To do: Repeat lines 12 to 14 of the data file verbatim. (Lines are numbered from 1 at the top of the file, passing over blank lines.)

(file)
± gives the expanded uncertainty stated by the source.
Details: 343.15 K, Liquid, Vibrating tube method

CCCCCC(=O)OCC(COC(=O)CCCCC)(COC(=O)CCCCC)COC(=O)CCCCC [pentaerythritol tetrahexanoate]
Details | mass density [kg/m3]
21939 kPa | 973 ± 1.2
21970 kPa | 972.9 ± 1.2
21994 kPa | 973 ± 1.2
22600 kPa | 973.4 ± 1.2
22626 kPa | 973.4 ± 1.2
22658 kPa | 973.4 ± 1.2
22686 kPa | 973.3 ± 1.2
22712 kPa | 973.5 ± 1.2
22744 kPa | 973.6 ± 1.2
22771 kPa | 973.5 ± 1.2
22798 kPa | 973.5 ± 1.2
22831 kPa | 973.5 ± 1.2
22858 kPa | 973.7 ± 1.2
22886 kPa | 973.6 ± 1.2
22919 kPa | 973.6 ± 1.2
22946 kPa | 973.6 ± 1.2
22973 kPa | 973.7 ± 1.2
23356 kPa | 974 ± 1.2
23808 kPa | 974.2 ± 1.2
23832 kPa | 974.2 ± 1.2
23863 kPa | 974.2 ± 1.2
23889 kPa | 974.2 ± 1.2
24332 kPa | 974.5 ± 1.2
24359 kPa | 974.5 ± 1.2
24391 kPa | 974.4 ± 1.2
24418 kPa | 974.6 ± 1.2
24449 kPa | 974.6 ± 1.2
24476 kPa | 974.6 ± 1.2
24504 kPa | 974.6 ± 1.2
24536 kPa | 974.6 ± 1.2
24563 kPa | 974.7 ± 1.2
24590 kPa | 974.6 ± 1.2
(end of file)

22712 kPa | 973.5 ± 1.2
22744 kPa | 973.6 ± 1.2
22771 kPa | 973.5 ± 1.2